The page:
Nigel Huddleston looks at what’s driving core growth for the bigger players in cider

After the changes to the duty regime, falling abvs could be a big theme in cider this year. 

Kopparberg was among the first to break ranks, launching its Summer Punch and Winter Punch at 3.4% abv, alongside Spiced Apple at the same strength. Category manager Daniel Wheeler says IRI figures for the four weeks to Christmas Eve showed Spiced Apple to be the bestselling Kopparberg single bottle over the festive season, while Winter Punch was the “best selling NPD multipack in Tesco” over the same period. 

“The middle is being squeezed,” says Wheeler. “Due to new duty regulations, mid-tier brands such as Strongbow [whose Original sits at 4.5% abv and Dark Fruit and Ultra Dark Fruit at 4%] are relatively more expensive, making the price differential to premium brands look a lot smaller.” 

Alongside that the key to unlocking growth in the cider category is a pipeline of innovation, he adds. “Cider is very reactive to NPD,” he says. “New products will see bigger uplifts than the likes of craft beer and RTDs. It’s all about new and shiny to keep the offering fresh and customers excited.” 

One producer, Westons, is aiming to help that process this year with the launch of a pear version of Henry Westons Vintage. The new product steers clear of the wider race to generate new fruit flavours that has characterised the category over the past decade, instilling authenticity with the use of only perry pears from close to its Herefordshire cider mill.

The launch is something of a throwback to the Magners-led over-ice phenomenon of the 2000s. After it launched a pear cider, the segment experienced a short-lived boom and was much talked about, to the extent that the comedian Stewart Lee made a Magners Pear advertising strapline the central theme of a half-hour routine. Pear has since declined in the face of the last decade’s fruit cider onslaught to settle as a very small part of the category, but Westons feels it has untapped potential.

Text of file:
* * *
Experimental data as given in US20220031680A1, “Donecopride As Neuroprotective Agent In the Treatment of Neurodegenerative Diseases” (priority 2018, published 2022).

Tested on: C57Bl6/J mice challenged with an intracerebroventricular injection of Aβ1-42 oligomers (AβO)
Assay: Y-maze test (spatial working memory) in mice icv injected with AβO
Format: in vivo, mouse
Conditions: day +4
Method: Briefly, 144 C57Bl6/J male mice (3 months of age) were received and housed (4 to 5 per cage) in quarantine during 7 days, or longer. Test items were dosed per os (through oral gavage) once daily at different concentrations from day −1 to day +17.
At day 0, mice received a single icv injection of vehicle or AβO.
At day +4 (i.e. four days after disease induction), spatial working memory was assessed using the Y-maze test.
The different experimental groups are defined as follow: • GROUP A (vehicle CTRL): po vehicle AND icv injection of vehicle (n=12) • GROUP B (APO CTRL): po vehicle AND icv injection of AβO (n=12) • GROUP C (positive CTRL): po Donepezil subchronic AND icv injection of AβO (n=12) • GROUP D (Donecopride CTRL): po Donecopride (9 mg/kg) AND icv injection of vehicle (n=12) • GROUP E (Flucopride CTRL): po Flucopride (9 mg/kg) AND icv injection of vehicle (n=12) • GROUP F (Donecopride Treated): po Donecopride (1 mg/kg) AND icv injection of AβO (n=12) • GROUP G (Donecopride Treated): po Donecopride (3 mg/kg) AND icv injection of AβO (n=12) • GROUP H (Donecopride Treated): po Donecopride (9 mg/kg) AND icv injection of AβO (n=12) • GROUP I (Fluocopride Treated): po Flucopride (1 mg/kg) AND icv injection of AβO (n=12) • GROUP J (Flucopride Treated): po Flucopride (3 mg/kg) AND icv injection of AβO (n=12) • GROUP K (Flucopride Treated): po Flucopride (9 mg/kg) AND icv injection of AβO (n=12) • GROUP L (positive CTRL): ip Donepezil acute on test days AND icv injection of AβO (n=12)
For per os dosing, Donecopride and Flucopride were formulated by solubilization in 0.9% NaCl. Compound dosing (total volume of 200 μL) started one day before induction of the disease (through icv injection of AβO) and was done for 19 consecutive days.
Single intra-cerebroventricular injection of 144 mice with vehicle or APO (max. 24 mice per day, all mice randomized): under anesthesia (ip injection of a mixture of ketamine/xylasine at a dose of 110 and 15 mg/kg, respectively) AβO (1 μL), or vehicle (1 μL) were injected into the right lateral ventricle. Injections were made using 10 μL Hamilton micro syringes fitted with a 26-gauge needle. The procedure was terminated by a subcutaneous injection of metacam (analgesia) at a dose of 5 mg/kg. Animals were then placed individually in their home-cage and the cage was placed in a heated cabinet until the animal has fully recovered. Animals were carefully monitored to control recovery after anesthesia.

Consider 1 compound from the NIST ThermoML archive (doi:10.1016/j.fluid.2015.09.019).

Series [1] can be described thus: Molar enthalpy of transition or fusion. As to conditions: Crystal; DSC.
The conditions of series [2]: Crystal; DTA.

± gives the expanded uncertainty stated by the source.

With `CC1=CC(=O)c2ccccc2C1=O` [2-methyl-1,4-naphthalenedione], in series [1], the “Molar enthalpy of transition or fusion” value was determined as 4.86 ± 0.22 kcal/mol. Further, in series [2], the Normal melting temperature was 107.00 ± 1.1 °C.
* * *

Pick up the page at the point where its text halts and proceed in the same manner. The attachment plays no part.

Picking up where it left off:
“Pear has been dominated by wine copies like Lambrini and Country Manor and we really wanted a traditional, authentic pear cider to revitalise that market a little bit, as one way to get more shoppers back into cider,” says Westons off-trade category manager Emily Jenkins. 


The 50cl bottled brand has been launched in Tesco and sits at 6% abv, compared to 8.2% for the main Henry Westons Vintage apple cider. “Henry Westons is a medium-dry apple cider and Vintage Pear is sweeter, or sweet for the range,” says insight & innovation manager Tim Williams. “It’s closer to the fruit palate but, as it’s in the Henry Westons range, it’s taking advantage of the premiumisation trend and the popular nature of the brand.” 

Henry Westons brand manager Holly Chadwick adds: “It’s medium-sweet rather than the really sweet, confectioned, fake taste that comes with a lot of pear ciders. It’s still made with fruit from within 50 miles of the mill and is true to the Westons production model, and the authenticity and craftsmanship that we employ through all the brands. 

“It’s building on the brand name and adding something different to the pear category that hasn’t had a lot of attention paid to it and has been quite dormant.” 

Jenkins adds: “It would be a shame to lose those pear orchards. It just needs somebody to take hold of it.” 

Fellow family-owned producer Thatchers had some success in premiumising the fruit cider category with the 2022 launch of Blood Orange. It’s now followed this up with the introduction of Apple & Blackcurrant, released in Tesco and Booker last November, and now going into Morrisons, Sainsbury’s and Asda. 

“Innovation like Apple & Blackcurrant is inspired by wanting to attract more consumers to the category,” says commercial director Jonathan Nixon. “It’s important for us to do that as a leading cidermaker but I’d encourage all cider producers to do the same. 

“It’s really important that the category as a whole has a great time. Everyone needs to have a focus on quality, innovation and staying relevant.” 

For independents, Thatchers is adding price-marked packs for Blood Orange and Haze from April, after success with a similar move for Gold last year. 

Aston Manor is also investing in price-marked packs this summer, as it says it wants to keep its range accessible to consumers in tough economic times. It has introduced price-marked packs for Frosty Jack’s – £2.99 for a litre bottle, £3.99 for a 1.5-litre and £4.99 for a 2-litre. Crumpton Oak comes in a four-pack of pint cans for £4.99. 

“Aston Manor’s ethos is all around affordability,” says Calli O’Brien, the company’s head of marketing. “Price-marked packs provide reassurance that shoppers are not being overcharged.”